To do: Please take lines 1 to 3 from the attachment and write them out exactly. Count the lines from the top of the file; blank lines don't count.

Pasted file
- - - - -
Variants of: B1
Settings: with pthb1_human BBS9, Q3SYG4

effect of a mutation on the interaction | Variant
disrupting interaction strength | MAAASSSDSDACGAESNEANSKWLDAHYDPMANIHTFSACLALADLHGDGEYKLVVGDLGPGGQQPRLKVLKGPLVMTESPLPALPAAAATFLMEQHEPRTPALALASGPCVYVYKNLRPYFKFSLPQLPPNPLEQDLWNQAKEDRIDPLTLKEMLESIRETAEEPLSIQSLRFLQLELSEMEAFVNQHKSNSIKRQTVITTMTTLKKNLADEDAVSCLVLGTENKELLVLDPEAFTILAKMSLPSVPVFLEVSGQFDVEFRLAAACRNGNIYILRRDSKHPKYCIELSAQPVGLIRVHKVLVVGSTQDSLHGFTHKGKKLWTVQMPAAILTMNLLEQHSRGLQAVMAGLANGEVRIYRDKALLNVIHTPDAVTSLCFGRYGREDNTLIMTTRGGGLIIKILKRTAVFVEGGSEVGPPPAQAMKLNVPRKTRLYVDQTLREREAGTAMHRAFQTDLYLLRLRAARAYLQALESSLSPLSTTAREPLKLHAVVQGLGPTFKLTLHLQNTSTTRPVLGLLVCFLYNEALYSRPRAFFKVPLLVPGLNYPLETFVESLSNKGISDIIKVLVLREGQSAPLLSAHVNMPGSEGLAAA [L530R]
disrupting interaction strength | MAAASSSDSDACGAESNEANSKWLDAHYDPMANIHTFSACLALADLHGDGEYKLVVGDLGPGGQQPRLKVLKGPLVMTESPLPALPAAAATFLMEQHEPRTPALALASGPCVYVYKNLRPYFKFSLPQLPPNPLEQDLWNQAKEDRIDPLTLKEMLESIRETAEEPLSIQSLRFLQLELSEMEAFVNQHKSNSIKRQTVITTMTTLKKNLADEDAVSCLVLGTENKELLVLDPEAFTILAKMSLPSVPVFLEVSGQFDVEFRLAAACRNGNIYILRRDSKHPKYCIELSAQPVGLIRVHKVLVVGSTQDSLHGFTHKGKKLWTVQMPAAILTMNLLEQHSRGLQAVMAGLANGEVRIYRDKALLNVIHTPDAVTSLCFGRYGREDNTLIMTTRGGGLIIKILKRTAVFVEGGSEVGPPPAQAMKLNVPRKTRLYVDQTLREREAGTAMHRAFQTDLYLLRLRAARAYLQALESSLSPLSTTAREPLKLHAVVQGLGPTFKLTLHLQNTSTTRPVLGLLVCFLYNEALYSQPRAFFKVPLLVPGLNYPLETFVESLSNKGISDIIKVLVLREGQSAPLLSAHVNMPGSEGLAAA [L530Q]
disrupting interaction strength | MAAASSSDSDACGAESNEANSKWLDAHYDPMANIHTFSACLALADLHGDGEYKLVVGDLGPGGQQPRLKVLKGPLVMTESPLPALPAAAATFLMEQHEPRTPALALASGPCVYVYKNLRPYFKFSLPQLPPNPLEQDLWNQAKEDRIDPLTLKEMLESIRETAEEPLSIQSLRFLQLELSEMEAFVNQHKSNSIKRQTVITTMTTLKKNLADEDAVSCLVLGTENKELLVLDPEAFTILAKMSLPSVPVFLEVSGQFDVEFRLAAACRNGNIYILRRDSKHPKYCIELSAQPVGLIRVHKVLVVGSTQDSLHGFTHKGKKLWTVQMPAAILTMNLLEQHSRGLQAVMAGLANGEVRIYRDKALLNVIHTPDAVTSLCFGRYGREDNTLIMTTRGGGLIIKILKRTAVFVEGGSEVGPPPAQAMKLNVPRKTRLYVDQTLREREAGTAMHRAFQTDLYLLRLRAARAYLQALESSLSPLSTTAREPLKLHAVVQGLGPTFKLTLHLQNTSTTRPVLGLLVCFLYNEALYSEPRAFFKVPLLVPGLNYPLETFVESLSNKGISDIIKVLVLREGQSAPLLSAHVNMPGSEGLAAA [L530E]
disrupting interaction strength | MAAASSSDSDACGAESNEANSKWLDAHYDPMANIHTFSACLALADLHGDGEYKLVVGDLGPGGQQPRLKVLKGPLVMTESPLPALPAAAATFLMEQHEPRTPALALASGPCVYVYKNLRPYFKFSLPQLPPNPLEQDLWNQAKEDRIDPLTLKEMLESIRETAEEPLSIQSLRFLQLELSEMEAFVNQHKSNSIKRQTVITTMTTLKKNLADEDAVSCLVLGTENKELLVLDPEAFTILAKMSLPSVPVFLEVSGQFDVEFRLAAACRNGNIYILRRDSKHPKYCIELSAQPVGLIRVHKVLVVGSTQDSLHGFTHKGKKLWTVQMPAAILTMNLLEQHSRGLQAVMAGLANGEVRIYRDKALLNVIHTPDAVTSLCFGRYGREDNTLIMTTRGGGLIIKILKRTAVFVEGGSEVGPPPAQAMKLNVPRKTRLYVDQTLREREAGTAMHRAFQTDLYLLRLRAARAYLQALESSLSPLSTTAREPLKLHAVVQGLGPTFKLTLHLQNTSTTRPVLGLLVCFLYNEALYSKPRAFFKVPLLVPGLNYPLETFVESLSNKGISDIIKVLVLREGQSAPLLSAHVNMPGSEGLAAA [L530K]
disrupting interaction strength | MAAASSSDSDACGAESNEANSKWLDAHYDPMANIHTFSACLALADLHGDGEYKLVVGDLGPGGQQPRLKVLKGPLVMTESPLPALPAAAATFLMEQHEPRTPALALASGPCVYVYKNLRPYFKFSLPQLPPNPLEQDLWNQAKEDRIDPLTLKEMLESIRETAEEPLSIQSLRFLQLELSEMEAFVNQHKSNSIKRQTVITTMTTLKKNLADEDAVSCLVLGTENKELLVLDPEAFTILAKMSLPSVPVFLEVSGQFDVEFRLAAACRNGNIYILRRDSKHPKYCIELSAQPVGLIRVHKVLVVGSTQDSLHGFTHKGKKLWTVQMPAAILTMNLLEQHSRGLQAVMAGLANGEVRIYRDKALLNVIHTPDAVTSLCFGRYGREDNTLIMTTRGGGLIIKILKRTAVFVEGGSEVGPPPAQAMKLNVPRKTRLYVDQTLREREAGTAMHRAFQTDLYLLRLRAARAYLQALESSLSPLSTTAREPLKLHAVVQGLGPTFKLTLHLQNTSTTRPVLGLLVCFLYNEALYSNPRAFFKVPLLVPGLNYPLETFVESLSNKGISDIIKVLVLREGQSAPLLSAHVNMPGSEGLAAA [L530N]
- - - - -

Variants of: B1
Settings: with pthb1_human BBS9, Q3SYG4

effect of a mutation on the interaction | Variant